We quickly recognized that we needed to change the wheels on the bus while the bus was running so we could continue to operate our healthy and successful business, while adapting it to the fast pace of technology. To help us achieve that delicate balance, we needed a group that was unbound from short term constraints and pressures of the day-to-day and was focused on the future, infusing the whole organization with new ideas.

We needed a group that was unbound from short term constraints and pressures of the day-to-day and was focused on the future, infusing the whole organization with new ideas.

So we created a global innovation team to bring the best talent that would test, trial and experiment in an agile and iterative way and one that would be comfortable with failure while challenging our business to evolve.

This generated a healthy friction between our more traditional business skills and new skills, like cryptographers, engineers and data scientists, and we learned that good things can happen when great minds don’t think alike.

Sometimes technology has to move first and culture will follow

The gig economy meant a great opportunity for a business like ours. As our services evolve, we need to bring in niche, specialist skills and this also allows us to manage peaks and troths more efficiently. But it is a totally different cultural approach to recruitment and talent management than we have ever had before.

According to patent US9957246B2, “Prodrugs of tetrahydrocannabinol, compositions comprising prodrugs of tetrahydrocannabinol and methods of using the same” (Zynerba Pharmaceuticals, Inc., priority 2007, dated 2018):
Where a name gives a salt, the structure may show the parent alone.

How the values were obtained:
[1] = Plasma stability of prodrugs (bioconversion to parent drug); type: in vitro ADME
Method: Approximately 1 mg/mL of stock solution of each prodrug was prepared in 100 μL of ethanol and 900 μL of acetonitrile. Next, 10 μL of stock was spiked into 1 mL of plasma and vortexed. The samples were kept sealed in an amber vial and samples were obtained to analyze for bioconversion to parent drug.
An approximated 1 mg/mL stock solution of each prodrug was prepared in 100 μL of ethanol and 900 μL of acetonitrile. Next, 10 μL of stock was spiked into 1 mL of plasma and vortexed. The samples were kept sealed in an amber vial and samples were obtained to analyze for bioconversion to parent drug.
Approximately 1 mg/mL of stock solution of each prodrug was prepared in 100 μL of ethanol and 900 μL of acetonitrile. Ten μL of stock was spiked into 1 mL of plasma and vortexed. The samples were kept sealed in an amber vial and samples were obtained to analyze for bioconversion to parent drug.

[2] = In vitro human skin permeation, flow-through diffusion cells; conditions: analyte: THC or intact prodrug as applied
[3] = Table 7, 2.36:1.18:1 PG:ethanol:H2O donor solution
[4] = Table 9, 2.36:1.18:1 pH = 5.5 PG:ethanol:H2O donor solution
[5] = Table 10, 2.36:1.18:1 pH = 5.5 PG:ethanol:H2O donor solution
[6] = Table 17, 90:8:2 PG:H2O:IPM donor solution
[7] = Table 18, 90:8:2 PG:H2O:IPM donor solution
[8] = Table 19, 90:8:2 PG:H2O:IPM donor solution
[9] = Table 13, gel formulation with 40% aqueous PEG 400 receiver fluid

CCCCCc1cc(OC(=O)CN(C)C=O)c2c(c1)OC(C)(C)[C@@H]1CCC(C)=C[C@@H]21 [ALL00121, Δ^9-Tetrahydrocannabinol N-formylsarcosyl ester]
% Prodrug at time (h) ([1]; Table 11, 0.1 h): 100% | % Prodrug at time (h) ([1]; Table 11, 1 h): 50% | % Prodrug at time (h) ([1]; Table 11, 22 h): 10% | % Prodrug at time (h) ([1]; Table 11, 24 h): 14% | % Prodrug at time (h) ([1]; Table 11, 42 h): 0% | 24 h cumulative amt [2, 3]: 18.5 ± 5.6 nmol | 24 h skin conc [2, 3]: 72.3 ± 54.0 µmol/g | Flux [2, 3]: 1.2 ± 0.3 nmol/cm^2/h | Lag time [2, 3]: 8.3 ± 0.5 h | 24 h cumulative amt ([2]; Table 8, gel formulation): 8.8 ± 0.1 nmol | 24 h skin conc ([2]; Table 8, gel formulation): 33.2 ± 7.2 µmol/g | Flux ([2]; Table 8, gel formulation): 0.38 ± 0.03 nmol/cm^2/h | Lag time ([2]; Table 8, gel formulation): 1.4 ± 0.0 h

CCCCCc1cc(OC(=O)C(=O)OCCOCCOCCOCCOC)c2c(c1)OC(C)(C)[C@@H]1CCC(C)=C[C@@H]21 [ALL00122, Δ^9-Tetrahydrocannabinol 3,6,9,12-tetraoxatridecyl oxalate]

That is how today we have been able to roll out a global platform like GigNow, an advanced technology platform that sources and matches qualified contractors with projects at EY.

Our contract workforce is around 6% of total, and we’re looking to increase that by 30% by 2025. So our 200,000 client-serving professionals around the world need to learn to work effectively with this new source of talent – how to bring them in quickly, allowing them to make valuable contributions straight away. We couldn’t wait to adapt our culture – we needed technology to lead that first.

That is how today we have been able to roll out a global platform like GigNow, an advanced technology platform that sources and matches qualified contractors with projects at EY and on-boards them quickly. So far it has been rolled out in eight countries, it has more than 12,000 contractors signed on and 1,200 positions filled.